Saying Goodbye to Mandela

Mandela, Eileen and familyNo one is born hating another because of the colour of his skin, or his background, or his religion. People must learn to hate, and if they can learn to hate, they can be taught to love, for love comes more naturally to the human heart than its opposite.

Nelson Mandela


How do you part with love? Love never leaves, but the leader who embodied it will be missed by the world. I want reflect on what Nelson Mandela meant to me.

The picture above was taken after an hour with him at his office in Johannesburg in 2008. Nelson Mandela had just turned 90. My husband, Paul, joined me along with our sons, Adam and Danny, who were then 22 and 20, respectively. My sister Peggy had made the arrangements, as she knew Madiba from her anti-poverty work. She told me to call him Madiba, as a sign of respect.

From the moment we entered the room I knew we were in the presence of a man without fear. He sat in his armchair, with his back to the door. I thought it unusual not to face the people entering, yet he seemed completely at ease. He greeted us with an outstretched hand and offered us something to drink. We accepted water and sat down in chairs around him. I spoke first: “My sister Peggy and my father send their love.”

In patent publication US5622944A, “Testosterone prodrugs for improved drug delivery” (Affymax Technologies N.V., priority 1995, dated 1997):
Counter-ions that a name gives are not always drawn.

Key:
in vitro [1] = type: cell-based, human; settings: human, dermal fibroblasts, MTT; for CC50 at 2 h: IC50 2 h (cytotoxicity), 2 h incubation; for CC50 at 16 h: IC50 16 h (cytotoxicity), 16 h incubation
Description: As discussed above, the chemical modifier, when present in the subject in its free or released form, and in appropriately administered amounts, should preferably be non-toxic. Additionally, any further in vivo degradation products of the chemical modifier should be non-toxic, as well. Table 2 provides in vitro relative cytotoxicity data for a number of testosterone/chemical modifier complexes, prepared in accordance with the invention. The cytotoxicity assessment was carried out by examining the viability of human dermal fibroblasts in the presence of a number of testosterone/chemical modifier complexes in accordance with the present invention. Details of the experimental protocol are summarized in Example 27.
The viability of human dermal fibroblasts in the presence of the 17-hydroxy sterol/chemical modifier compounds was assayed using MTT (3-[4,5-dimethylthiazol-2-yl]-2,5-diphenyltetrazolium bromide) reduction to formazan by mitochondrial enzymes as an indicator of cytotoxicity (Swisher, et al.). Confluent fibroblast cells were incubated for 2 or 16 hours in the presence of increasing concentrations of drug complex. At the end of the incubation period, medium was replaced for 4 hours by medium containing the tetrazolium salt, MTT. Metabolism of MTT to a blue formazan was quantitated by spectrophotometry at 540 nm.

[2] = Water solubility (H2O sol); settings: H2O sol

“Yaas.” He said in his deep, resonant voice. “I am very fond of your sister and your father. How is your father?”

I told him he was very well. My dad is three years older than Madiba but he considers him one of his heroes. I told him this.

“Yaas. Yaas,” he said thoughtfully, shaking his head in the affirmative. His voice was soft but gravelly.

We had come prepared with questions. I went first: “Madiba, what is one thing you have learned in your life that you would like to share with our sons?”

He thought a minute. “It is never only one person who makes change and it is important to remember that. It is always a collective effort with one person being put at the head of the pack. One person is necessarily more visible but there are many others who are of equal importance and influence to the cause.”

Today, as I think back on that meeting, I realize he was right. It is never only one person, but it takes one person to initiate change. Nelson Mandela taught the world a lesson in love. Despite 27 years in prison, he was not bitter, for he claimed it helped him to end apartheid.

Here’s what I learned from Madiba: Treat others with respect and love, despite any feelings they project onto you, and you will expand the abundance of love in the world. Love has the capacity to heal some of the deepest wounds.

(For more about my meeting with Mandela, read “Out of the Canyon, p. 288”)

What impact (even from afar) did Nelson Mandela make on your life?

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8 Responses to Saying Goodbye to Mandela

  1. Alice says:

    I remember this from reading your book, it made me teary then and it makes me teary now. Wonderful post, Eileen.

  2. Rebecca Weil says:

    Thank you, Eileen, it is beautiful to hear his reflections
    . I am just about to read his autobiography.

  3. joaneee says:

    Eileen . . I truly believe that life is made up in moments — the snapshots of life that stand out over all others. And being with family only in the presence of Mandela has to stand high for each of you. Like you, I love quotations . . . . the small sentences that remain deep and forever, ever ready to be pulled up in time of need. Perhaps my favorite of his: It always seems impossible until it is done. And another: Nothing is only Black and White.